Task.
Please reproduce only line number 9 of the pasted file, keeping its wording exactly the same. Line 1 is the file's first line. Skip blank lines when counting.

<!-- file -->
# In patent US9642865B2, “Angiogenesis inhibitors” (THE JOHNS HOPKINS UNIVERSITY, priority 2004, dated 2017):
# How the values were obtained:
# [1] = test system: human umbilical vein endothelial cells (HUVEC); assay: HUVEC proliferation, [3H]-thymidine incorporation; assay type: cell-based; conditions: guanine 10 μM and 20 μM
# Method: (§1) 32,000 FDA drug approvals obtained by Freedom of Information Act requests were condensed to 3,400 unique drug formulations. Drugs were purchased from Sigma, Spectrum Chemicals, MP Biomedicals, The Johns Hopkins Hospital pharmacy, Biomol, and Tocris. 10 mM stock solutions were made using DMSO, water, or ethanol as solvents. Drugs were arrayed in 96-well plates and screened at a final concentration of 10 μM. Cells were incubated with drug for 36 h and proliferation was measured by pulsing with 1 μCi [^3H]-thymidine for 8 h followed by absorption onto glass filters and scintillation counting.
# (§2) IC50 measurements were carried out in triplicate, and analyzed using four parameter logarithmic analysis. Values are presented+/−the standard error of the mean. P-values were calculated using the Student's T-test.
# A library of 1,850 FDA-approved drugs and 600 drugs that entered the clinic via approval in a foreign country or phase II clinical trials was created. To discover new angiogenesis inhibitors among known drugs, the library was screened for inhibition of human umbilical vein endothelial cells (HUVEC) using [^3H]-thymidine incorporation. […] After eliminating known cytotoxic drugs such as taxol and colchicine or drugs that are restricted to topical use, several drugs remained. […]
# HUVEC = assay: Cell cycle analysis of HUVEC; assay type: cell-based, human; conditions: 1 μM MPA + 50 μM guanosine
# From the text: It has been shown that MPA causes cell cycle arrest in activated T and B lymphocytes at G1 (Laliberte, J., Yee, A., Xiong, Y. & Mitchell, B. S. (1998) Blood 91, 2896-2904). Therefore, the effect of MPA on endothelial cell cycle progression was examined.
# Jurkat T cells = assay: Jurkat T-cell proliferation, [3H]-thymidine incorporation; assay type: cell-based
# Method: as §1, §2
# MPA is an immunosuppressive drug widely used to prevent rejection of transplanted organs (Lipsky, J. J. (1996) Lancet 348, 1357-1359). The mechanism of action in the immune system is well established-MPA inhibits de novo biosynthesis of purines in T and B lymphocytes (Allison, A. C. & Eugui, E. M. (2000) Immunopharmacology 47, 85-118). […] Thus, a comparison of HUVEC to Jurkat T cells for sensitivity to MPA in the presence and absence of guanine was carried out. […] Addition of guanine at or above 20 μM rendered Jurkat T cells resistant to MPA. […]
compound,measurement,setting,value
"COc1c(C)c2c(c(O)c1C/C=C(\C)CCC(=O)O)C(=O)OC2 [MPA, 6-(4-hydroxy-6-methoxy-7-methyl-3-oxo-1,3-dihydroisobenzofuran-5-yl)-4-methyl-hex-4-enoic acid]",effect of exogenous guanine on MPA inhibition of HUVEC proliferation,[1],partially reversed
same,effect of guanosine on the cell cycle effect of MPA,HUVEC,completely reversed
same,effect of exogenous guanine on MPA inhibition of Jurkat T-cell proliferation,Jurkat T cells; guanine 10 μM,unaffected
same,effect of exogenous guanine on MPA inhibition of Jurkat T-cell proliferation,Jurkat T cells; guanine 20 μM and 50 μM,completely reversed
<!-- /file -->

# Jurkat T cells = assay: Jurkat T-cell proliferation, [3H]-thymidine incorporation; assay type: cell-based